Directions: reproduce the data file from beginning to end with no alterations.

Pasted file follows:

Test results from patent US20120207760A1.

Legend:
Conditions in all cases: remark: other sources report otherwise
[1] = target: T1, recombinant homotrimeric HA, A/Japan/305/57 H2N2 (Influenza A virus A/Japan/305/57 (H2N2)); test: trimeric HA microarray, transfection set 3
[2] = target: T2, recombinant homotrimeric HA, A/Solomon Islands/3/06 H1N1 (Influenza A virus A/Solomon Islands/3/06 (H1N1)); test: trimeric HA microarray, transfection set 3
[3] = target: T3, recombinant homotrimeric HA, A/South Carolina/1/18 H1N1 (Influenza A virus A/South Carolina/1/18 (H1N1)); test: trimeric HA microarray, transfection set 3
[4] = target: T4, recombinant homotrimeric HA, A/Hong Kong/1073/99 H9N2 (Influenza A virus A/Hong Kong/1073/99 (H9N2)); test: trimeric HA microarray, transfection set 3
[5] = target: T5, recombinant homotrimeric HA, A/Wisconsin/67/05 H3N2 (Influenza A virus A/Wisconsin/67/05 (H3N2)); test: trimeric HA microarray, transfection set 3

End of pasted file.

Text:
Test results from patent US20120207760A1.

Legend:
Conditions in all cases: remark: other sources report otherwise
[1] = target: T1, recombinant homotrimeric HA, A/Japan/305/57 H2N2 (Influenza A virus A/Japan/305/57 (H2N2)); test: trimeric HA microarray, transfection set 3
[2] = target: T2, recombinant homotrimeric HA, A/Solomon Islands/3/06 H1N1 (Influenza A virus A/Solomon Islands/3/06 (H1N1)); test: trimeric HA microarray, transfection set 3
[3] = target: T3, recombinant homotrimeric HA, A/South Carolina/1/18 H1N1 (Influenza A virus A/South Carolina/1/18 (H1N1)); test: trimeric HA microarray, transfection set 3
[4] = target: T4, recombinant homotrimeric HA, A/Hong Kong/1073/99 H9N2 (Influenza A virus A/Hong Kong/1073/99 (H9N2)); test: trimeric HA microarray, transfection set 3
[5] = target: T5, recombinant homotrimeric HA, A/Wisconsin/67/05 H3N2 (Influenza A virus A/Wisconsin/67/05 (H3N2)); test: trimeric HA microarray, transfection set 3